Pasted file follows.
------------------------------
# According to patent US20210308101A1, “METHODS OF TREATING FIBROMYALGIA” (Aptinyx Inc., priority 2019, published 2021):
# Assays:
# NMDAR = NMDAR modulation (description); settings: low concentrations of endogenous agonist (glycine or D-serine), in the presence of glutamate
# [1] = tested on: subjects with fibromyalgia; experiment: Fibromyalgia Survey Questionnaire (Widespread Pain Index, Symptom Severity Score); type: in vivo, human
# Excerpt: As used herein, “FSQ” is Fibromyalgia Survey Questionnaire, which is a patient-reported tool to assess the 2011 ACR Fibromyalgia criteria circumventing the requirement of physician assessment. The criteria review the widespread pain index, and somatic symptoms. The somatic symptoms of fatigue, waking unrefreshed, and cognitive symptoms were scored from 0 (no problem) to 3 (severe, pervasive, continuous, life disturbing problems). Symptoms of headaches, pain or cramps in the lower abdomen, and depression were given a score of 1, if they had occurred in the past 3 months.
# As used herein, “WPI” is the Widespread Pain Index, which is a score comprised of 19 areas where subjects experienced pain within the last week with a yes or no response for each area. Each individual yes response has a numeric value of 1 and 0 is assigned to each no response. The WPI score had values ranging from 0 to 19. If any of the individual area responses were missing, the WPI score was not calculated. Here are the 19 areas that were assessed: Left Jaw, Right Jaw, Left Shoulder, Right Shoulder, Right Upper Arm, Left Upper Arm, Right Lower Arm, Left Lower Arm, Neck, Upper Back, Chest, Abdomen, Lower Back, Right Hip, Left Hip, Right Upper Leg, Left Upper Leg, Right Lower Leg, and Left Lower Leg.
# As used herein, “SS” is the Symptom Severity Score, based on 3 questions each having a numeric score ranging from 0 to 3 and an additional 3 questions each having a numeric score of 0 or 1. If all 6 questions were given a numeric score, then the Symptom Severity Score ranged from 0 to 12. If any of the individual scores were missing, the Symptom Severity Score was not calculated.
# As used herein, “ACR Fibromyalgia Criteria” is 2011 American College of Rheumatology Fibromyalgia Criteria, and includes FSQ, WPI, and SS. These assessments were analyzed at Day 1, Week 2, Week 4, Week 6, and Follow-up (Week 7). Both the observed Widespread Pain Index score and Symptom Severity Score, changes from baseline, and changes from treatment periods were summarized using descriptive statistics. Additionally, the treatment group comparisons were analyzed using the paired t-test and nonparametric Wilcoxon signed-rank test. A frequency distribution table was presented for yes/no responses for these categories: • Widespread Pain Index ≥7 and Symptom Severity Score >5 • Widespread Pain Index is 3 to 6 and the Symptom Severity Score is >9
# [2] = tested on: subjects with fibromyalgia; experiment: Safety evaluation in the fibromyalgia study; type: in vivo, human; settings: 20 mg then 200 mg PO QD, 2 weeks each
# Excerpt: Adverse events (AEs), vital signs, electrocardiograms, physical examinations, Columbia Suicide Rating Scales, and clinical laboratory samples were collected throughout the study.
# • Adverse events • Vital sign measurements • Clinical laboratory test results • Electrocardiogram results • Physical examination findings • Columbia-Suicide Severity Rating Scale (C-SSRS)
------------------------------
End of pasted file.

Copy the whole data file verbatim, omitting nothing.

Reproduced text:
# According to patent US20210308101A1, “METHODS OF TREATING FIBROMYALGIA” (Aptinyx Inc., priority 2019, published 2021):
# Assays:
# NMDAR = NMDAR modulation (description); settings: low concentrations of endogenous agonist (glycine or D-serine), in the presence of glutamate
# [1] = tested on: subjects with fibromyalgia; experiment: Fibromyalgia Survey Questionnaire (Widespread Pain Index, Symptom Severity Score); type: in vivo, human
# Excerpt: As used herein, “FSQ” is Fibromyalgia Survey Questionnaire, which is a patient-reported tool to assess the 2011 ACR Fibromyalgia criteria circumventing the requirement of physician assessment. The criteria review the widespread pain index, and somatic symptoms. The somatic symptoms of fatigue, waking unrefreshed, and cognitive symptoms were scored from 0 (no problem) to 3 (severe, pervasive, continuous, life disturbing problems). Symptoms of headaches, pain or cramps in the lower abdomen, and depression were given a score of 1, if they had occurred in the past 3 months.
# As used herein, “WPI” is the Widespread Pain Index, which is a score comprised of 19 areas where subjects experienced pain within the last week with a yes or no response for each area. Each individual yes response has a numeric value of 1 and 0 is assigned to each no response. The WPI score had values ranging from 0 to 19. If any of the individual area responses were missing, the WPI score was not calculated. Here are the 19 areas that were assessed: Left Jaw, Right Jaw, Left Shoulder, Right Shoulder, Right Upper Arm, Left Upper Arm, Right Lower Arm, Left Lower Arm, Neck, Upper Back, Chest, Abdomen, Lower Back, Right Hip, Left Hip, Right Upper Leg, Left Upper Leg, Right Lower Leg, and Left Lower Leg.
# As used herein, “SS” is the Symptom Severity Score, based on 3 questions each having a numeric score ranging from 0 to 3 and an additional 3 questions each having a numeric score of 0 or 1. If all 6 questions were given a numeric score, then the Symptom Severity Score ranged from 0 to 12. If any of the individual scores were missing, the Symptom Severity Score was not calculated.
# As used herein, “ACR Fibromyalgia Criteria” is 2011 American College of Rheumatology Fibromyalgia Criteria, and includes FSQ, WPI, and SS. These assessments were analyzed at Day 1, Week 2, Week 4, Week 6, and Follow-up (Week 7). Both the observed Widespread Pain Index score and Symptom Severity Score, changes from baseline, and changes from treatment periods were summarized using descriptive statistics. Additionally, the treatment group comparisons were analyzed using the paired t-test and nonparametric Wilcoxon signed-rank test. A frequency distribution table was presented for yes/no responses for these categories: • Widespread Pain Index ≥7 and Symptom Severity Score >5 • Widespread Pain Index is 3 to 6 and the Symptom Severity Score is >9
# [2] = tested on: subjects with fibromyalgia; experiment: Safety evaluation in the fibromyalgia study; type: in vivo, human; settings: 20 mg then 200 mg PO QD, 2 weeks each
# Excerpt: Adverse events (AEs), vital signs, electrocardiograms, physical examinations, Columbia Suicide Rating Scales, and clinical laboratory samples were collected throughout the study.
# • Adverse events • Vital sign measurements • Clinical laboratory test results • Electrocardiogram results • Physical examination findings • Columbia-Suicide Severity Rating Scale (C-SSRS)